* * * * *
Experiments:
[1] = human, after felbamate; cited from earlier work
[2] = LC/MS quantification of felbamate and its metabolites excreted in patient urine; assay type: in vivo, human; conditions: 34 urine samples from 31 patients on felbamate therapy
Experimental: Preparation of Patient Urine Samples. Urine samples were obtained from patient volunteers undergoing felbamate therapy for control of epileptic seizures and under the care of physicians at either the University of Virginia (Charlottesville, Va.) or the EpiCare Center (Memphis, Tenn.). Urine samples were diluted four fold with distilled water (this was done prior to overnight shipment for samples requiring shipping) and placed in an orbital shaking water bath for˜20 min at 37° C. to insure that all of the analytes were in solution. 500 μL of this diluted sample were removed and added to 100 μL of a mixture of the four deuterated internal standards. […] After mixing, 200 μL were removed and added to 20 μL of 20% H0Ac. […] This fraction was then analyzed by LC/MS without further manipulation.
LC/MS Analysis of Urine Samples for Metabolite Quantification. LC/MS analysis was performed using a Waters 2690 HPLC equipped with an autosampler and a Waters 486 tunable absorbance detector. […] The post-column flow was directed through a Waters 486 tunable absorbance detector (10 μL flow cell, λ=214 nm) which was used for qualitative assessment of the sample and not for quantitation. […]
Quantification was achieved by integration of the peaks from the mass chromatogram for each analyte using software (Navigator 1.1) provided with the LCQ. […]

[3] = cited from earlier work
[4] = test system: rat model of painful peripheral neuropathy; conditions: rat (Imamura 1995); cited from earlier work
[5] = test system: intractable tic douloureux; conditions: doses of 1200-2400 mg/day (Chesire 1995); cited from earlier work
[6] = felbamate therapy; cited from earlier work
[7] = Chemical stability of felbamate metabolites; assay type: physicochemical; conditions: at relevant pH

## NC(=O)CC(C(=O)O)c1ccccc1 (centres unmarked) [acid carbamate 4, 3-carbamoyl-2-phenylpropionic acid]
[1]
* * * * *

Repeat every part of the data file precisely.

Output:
Experiments:
[1] = human, after felbamate; cited from earlier work
[2] = LC/MS quantification of felbamate and its metabolites excreted in patient urine; assay type: in vivo, human; conditions: 34 urine samples from 31 patients on felbamate therapy
Experimental: Preparation of Patient Urine Samples. Urine samples were obtained from patient volunteers undergoing felbamate therapy for control of epileptic seizures and under the care of physicians at either the University of Virginia (Charlottesville, Va.) or the EpiCare Center (Memphis, Tenn.). Urine samples were diluted four fold with distilled water (this was done prior to overnight shipment for samples requiring shipping) and placed in an orbital shaking water bath for˜20 min at 37° C. to insure that all of the analytes were in solution. 500 μL of this diluted sample were removed and added to 100 μL of a mixture of the four deuterated internal standards. […] After mixing, 200 μL were removed and added to 20 μL of 20% H0Ac. […] This fraction was then analyzed by LC/MS without further manipulation.
LC/MS Analysis of Urine Samples for Metabolite Quantification. LC/MS analysis was performed using a Waters 2690 HPLC equipped with an autosampler and a Waters 486 tunable absorbance detector. […] The post-column flow was directed through a Waters 486 tunable absorbance detector (10 μL flow cell, λ=214 nm) which was used for qualitative assessment of the sample and not for quantitation. […]
Quantification was achieved by integration of the peaks from the mass chromatogram for each analyte using software (Navigator 1.1) provided with the LCQ. […]

[3] = cited from earlier work
[4] = test system: rat model of painful peripheral neuropathy; conditions: rat (Imamura 1995); cited from earlier work
[5] = test system: intractable tic douloureux; conditions: doses of 1200-2400 mg/day (Chesire 1995); cited from earlier work
[6] = felbamate therapy; cited from earlier work
[7] = Chemical stability of felbamate metabolites; assay type: physicochemical; conditions: at relevant pH

## NC(=O)CC(C(=O)O)c1ccccc1 (centres unmarked) [acid carbamate 4, 3-carbamoyl-2-phenylpropionic acid]
[1]